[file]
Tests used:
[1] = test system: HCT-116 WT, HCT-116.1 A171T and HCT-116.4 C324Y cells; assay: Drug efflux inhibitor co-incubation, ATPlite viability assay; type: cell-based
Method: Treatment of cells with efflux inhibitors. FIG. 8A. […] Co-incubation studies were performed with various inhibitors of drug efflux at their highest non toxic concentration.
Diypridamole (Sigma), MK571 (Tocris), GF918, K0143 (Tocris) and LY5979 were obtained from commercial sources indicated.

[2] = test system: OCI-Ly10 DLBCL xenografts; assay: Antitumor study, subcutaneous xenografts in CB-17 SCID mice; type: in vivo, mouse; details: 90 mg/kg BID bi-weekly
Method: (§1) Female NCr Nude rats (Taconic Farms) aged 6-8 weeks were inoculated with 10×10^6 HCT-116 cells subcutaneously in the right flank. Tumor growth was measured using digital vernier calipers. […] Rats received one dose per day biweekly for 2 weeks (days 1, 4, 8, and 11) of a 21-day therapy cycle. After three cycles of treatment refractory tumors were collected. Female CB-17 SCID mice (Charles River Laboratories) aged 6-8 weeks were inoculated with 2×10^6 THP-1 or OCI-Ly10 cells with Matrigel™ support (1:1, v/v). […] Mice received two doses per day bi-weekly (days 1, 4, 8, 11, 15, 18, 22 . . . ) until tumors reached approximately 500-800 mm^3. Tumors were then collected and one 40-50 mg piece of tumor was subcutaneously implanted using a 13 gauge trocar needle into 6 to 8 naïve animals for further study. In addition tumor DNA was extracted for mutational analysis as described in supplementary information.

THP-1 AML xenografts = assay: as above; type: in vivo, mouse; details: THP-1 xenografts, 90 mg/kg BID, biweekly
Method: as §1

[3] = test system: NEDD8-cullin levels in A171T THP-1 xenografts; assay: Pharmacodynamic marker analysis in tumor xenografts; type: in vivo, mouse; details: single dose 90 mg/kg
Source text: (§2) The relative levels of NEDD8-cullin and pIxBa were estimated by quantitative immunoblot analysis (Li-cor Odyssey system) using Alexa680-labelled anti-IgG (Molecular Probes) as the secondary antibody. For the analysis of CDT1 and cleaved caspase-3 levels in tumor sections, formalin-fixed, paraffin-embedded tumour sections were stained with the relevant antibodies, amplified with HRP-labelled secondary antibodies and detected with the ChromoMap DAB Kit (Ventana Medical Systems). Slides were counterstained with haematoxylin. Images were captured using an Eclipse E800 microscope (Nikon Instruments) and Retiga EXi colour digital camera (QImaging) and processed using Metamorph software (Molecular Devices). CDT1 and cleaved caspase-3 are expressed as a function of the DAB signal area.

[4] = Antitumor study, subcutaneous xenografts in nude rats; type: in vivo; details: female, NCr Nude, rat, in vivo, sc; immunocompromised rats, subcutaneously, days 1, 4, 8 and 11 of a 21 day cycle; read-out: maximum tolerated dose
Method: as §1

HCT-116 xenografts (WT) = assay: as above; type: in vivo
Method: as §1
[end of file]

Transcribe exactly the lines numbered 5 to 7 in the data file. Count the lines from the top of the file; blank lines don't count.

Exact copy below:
[2] = test system: OCI-Ly10 DLBCL xenografts; assay: Antitumor study, subcutaneous xenografts in CB-17 SCID mice; type: in vivo, mouse; details: 90 mg/kg BID bi-weekly
Method: (§1) Female NCr Nude rats (Taconic Farms) aged 6-8 weeks were inoculated with 10×10^6 HCT-116 cells subcutaneously in the right flank. Tumor growth was measured using digital vernier calipers. […] Rats received one dose per day biweekly for 2 weeks (days 1, 4, 8, and 11) of a 21-day therapy cycle. After three cycles of treatment refractory tumors were collected. Female CB-17 SCID mice (Charles River Laboratories) aged 6-8 weeks were inoculated with 2×10^6 THP-1 or OCI-Ly10 cells with Matrigel™ support (1:1, v/v). […] Mice received two doses per day bi-weekly (days 1, 4, 8, 11, 15, 18, 22 . . . ) until tumors reached approximately 500-800 mm^3. Tumors were then collected and one 40-50 mg piece of tumor was subcutaneously implanted using a 13 gauge trocar needle into 6 to 8 naïve animals for further study. In addition tumor DNA was extracted for mutational analysis as described in supplementary information.

THP-1 AML xenografts = assay: as above; type: in vivo, mouse; details: THP-1 xenografts, 90 mg/kg BID, biweekly